Before COVID-19, Boston Symphony Orchestra cellist Mickey Katz kept an Instagram profile populated mostly with meals he made and his rescue dog. Now it’s almost all cello, all the time. And with a little help from his friends, he’s introduced a handful of minute-long miniatures to the world.
During the earliest, deeply disorienting days of the pandemic, Katz stayed upright by challenging himself musically, he said in a phone interview last week. He started by posting one movement a day from the evergreen Bach cello suites. When he neared the end of the cycle, he posted a call on Facebook for composer friends to write 60-second pieces for cello.
Why one minute? First off, 60 seconds is the limit for Instagram feed videos. Second, Katz hoped the format would spark people’s creativity. The first one, from composer Sid Richardson, was in hand just a few days later.
For Marti Epstein, the Boston-based composer who won a Guggenheim Fellowship this year, Katz’s #cellominute challenge provided a ladder out of the doldrums. When everything shut down, Epstein was in the middle of a handful of projects, and also struggling with the abrupt shift to teaching remotely at Boston Conservatory at Berklee. “I could barely remember my name, let alone have any kind of creative energy,” she remembered.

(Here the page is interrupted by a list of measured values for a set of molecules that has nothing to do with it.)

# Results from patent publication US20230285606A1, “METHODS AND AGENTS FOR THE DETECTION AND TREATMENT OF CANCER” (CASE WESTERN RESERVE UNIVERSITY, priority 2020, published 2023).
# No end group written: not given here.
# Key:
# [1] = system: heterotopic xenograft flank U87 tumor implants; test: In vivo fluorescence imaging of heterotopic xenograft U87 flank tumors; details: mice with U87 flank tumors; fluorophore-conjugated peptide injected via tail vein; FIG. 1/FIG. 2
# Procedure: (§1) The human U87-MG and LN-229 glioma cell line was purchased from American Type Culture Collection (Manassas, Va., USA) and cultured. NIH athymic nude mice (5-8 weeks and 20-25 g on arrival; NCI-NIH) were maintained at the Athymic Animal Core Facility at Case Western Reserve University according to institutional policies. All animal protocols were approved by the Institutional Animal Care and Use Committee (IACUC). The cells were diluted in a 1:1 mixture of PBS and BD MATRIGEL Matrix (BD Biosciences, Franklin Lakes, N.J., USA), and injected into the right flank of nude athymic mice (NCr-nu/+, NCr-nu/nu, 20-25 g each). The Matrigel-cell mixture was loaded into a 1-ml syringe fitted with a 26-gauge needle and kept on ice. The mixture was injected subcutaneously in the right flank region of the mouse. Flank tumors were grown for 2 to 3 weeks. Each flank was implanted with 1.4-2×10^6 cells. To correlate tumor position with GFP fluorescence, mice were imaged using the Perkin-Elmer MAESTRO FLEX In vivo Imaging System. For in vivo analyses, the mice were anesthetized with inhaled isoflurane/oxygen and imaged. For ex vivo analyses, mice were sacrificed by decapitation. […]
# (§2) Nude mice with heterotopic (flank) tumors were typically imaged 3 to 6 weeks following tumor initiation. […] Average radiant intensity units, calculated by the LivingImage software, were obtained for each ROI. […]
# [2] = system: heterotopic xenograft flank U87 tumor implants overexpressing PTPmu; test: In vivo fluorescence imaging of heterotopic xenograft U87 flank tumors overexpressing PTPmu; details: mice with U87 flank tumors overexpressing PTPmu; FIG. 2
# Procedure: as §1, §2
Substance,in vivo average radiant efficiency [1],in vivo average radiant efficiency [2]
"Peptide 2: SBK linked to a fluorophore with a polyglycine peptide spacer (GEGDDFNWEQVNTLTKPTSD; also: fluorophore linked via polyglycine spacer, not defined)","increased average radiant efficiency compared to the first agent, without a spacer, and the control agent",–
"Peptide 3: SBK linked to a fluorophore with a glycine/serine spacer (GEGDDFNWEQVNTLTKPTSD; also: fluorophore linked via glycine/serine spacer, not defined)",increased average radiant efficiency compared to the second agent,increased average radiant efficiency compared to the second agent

But Katz’s challenge piqued her interest, and more importantly, it sounded feasible. “Just the thought of biting off something tiny, instead of writing a big, long piece," she said. "And writing something for such a beautiful player.” Once she completed “Wisp,” her miniature for Katz, she felt like the blockage was cleared. “That was the key, definitely.”
Katz also received pieces from composers including Nico Muhly, Richard Pantcheff, Andrew List, and BSO bassist Lawrence Wolfe. For this year’s Tanglewood Online festival, he recorded six miniatures in the Linde Center for Music and Learning’s Studio E; these performances will be reprised for the BSO Encore Recital posting online this Thursday.
Katz suddenly finds himself busy again at Symphony Hall, where BSO players returned this week to record music for more digital offerings, but he’s not done with #cellominute. “There’s still a few I didn’t get to,” Katz said of the submissions. “They’re sitting here.” And in the event that we have to hunker down again, these little compositions are sure to lift his spirits — and listeners’ too.
Mickey Katz’s cello miniatures are available Oct. 29-Nov. 19. www.bso.org
Zoë Madonna can be reached at firstname.lastname@example.org. Follow her on Twitter @knitandlisten. Madonna’s work is supported by the Rubin Institute for Music Criticism, San Francisco Conservatory of Music, and Ann and Gordon Getty Foundation.